The Baltimore Office of Promotion & The Arts (BOPA) announces the winners of Sound Off Live! presented by Hard Rock Café Baltimore. PBC Vocal Band is the overall winner with the highest score in the competition. Additional winners include Amanda Lynne Band, Antica, Cha Cha, Eli August and the Abandoned Buildings, Eman the Heartbreak, Jessi Adams, La Rosa, Leo & Cygnus, Lily Barek, MovaKween, Roc Writah, Skyline Hotel, The Streams, Suga Grits, and Survival Society. Musical groups competed for a performance slot at Artscape (July 19-21, 2019) and Baltimore Book Festival and Light City (November 1-10, 2019).

Produced by the Baltimore Office of Promotion & The Arts, Sound Off Live! is an annual competition where regional bands perform in front of a live audience and panel of judges. This battle of the bands provides up-and-coming musicians an opportunity to perform on the official music stage at a large-scale festival produced by BOPA.

About PBC:

PBC (Pitches Be Crazy) Vocal Band is a five-person cover band rocking R&B, rap, funk and pop hits of the last four decades. With no instruments, the band creates original arrangements of music that include tight harmonies, beatboxing/vocal percussion, and bone-rattling sub-harmonic bass to create an entertainment experience like no other. Known for remixing and mash-ups, PBC Vocal Band’s unique approach to genre and music blending keeps audiences engaged from start to finish. Focused heavily on covering music from the 1970s-1990s, PBC takes pride in bringing back the “old school jams” that spark nostalgia and memories for some, but just as important, introduces younger audiences to music that influences the artists of today.

Image Credit: PBC Vocal Band, 2018 Sound Off Live!; Photo by Kimberly Shorter 

Photo Credit: Edwin Remsberg

Illuminating Baltimore with literature and ideas during the day and a world-class light art and performances at night, the Baltimore Office of Promotion & The Arts (BOPA) announces that it is uniting two of its marquee events: Baltimore Book Festival and Light City. The two events come together as one spectacular festival from Friday, November 1-Sunday, November 10, 2019 to create ten days of a one-of-a-kind international event at Baltimore’s Inner Harbor.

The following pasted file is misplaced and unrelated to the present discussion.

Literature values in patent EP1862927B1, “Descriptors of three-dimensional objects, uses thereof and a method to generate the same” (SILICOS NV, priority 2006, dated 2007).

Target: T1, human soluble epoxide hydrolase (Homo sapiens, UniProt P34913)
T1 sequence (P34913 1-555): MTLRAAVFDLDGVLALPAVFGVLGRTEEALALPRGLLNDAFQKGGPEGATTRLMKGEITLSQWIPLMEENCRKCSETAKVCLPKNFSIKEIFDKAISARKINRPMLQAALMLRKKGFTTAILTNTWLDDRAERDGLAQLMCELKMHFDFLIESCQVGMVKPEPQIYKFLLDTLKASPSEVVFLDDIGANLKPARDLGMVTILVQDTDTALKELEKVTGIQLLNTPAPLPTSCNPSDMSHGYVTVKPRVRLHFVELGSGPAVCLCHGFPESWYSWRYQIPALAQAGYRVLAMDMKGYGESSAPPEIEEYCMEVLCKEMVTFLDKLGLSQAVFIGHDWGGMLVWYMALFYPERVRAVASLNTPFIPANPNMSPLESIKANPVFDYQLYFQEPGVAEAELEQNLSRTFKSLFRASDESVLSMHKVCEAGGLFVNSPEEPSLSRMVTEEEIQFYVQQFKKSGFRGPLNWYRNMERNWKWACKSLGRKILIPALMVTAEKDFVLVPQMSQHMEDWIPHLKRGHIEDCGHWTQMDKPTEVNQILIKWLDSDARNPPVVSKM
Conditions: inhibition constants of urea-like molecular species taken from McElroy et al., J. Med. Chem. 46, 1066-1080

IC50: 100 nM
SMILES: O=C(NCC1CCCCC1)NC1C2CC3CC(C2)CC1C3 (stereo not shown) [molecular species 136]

“Uniting the Baltimore Book Festival and Light City provides benefits artistically, operationally and financially for BOPA and the City of Baltimore while meeting our mission to use the arts, in all forms, to create a more vibrant city. At the same time we provide an illuminating extended experience for residents and visitors—truly a win-win for everyone,” said Baltimore Office of Promotion & The Arts Chief Executive Officer Donna Drew Sawyer.

The festivals move to November in conjunction with the end of daylight savings time to provide visitors with a greater opportunity to view the light art installations earlier in the evening and to engage more authors as most new books are being released in mid-autumn by publishers.

The Baltimore Book Festival, a celebration of the literary arts, features author appearances and book signings, exhibitors and bookseller tents, readings on multiple stages, children’s activities and cooking demonstrations. Light City, a festival of light, music and innovation, features BGE Light Art Walk at its center with awe-inspiring light art installations, performances, concerts, a fun-filled family zone and more. By uniting with Light City, the 24th annual Baltimore Book Festival will be the conference portion of the event addressing contemporary, innovative and historical issues through conversations, Q&A sessions, panel discussions and workshops.